When Hyperion published the first disc in this series,
with its almost forgotten TV interludes from the early Alexander Palace
days of post-war television, few suspected that its sales would rocket.
Built on this tide of interest in British Light Music we now have Volume
Scanning down the list one is probably familiar with
the works of composers like Ketèlbey, Coates, Curzon, Ancliffe
and Coleridge-Taylor. But one also spot composers known in name alone.
We know nothing of the style of Rosse. Duncan, Fletcher and Gardiner
all produced sheet music which, in its time, sold well, but few, if
any, of their works have ever been recorded (see British Overtures ASV).
We are grateful to Hyperion and Ronald Corp for giving these works an
airing when maybe the lead for many of them should have come from the
BBC. Many pieces receive their première public recording on this
disc. Many of you will recognise pieces like Duncan’s well-known High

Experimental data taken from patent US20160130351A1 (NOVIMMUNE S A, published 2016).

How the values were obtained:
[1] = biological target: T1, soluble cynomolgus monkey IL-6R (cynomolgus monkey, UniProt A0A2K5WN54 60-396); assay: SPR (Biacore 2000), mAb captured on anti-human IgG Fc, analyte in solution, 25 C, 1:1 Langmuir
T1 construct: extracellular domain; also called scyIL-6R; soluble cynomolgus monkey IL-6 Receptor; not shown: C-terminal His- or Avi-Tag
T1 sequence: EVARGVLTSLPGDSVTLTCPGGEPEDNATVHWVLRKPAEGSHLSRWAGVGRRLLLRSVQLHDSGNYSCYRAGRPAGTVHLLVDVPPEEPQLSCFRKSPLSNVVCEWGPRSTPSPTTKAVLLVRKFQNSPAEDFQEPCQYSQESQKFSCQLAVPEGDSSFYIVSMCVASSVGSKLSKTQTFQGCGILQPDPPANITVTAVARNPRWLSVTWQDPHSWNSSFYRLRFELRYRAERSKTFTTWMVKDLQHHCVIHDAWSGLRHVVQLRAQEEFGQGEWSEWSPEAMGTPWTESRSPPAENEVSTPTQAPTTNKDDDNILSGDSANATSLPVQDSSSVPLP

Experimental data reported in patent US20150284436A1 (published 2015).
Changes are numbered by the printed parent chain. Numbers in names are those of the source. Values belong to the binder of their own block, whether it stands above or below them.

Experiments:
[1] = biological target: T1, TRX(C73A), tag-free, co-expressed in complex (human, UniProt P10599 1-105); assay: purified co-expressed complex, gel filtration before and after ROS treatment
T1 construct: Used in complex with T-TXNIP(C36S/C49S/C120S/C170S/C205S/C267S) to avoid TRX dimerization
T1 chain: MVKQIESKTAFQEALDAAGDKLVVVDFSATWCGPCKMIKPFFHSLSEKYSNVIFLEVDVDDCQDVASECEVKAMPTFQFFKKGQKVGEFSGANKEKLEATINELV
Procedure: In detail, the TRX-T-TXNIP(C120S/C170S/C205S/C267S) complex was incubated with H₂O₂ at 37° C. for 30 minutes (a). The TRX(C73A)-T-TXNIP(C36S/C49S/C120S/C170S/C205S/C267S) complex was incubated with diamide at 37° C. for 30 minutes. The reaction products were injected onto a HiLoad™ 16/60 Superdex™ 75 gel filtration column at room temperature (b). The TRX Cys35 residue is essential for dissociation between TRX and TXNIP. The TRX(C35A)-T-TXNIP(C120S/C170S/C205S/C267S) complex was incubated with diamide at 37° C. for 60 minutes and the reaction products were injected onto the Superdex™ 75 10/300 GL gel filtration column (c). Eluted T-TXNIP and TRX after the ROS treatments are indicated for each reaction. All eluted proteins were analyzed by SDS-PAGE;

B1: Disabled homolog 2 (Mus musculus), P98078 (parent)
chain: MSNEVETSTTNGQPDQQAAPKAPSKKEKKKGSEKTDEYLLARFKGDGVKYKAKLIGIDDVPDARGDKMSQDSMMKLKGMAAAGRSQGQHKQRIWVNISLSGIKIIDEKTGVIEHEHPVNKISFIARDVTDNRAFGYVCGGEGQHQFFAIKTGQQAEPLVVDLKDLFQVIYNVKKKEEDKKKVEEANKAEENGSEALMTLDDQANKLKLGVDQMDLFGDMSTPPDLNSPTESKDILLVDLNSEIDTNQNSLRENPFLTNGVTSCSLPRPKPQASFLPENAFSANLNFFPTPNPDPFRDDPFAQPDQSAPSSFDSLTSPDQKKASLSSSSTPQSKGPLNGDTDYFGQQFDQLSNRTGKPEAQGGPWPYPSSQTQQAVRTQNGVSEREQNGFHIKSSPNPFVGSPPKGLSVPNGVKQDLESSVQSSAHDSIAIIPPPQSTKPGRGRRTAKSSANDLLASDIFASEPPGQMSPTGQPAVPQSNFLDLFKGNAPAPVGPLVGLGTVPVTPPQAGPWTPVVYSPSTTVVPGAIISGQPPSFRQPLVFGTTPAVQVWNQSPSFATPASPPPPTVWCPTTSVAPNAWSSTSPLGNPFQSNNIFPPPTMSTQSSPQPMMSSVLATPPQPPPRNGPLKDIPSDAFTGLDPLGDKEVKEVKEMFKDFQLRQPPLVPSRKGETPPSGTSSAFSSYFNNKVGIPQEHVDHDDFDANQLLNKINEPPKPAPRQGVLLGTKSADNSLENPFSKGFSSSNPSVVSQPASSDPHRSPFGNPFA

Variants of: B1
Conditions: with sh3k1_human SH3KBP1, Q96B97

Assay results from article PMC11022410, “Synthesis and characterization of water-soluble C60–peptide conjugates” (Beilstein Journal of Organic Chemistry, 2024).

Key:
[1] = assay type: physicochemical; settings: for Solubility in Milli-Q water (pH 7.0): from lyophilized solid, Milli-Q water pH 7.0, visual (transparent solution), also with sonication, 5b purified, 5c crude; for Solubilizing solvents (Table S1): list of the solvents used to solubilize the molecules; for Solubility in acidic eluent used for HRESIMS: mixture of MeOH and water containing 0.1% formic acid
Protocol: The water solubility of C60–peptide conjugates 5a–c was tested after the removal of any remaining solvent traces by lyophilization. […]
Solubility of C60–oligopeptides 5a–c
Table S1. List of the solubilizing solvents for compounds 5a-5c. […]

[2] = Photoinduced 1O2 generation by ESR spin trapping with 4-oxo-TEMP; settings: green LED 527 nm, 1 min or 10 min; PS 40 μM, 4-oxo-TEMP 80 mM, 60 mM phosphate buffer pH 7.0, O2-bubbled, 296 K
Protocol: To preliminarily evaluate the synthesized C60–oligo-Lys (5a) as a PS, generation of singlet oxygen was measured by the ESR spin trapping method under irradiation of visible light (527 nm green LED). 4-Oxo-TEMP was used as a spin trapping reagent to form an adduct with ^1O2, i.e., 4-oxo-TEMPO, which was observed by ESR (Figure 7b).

Heels yet will struggle to remember where you heard them.
I was most interested to come across Rosse’s Merchant
of Venice and wonder how such an enchanting piece could have been
so forgotten. Likewise, the prim charm of Williams’ A Quiet Stroll
was a delight to hear along with the rarely heard third and fourth movements
of Coleridge-Taylor’s Petite Suite. In contrast I could have
managed without Jamacian Rumba and Marching Strings, which
to me conjure up a somewhat different genre.
Signature tunes, unlike concert works, are often wished
to be heard ‘as the listener remembers’ and in this Corp does not disappoint.
But played by a larger orchestra much is added to the pieces and this
is enhanced by the with more sensitive dynamics available with modern
technology. The pace is good and the playing is of a high standard.
In the recording the orchestra is nearly too far recessed
for optimum recording quality (and my tastes), particularly in the early
numbers, but fortunately the first strings seem to have escaped this
attenuation and the situation improves by the time we get to the third
The detailed and interesting notes by Andrew Lamb are
provided in English and usefully sketch each composer’s background and
the purpose of each composition.
Raymond J Walker
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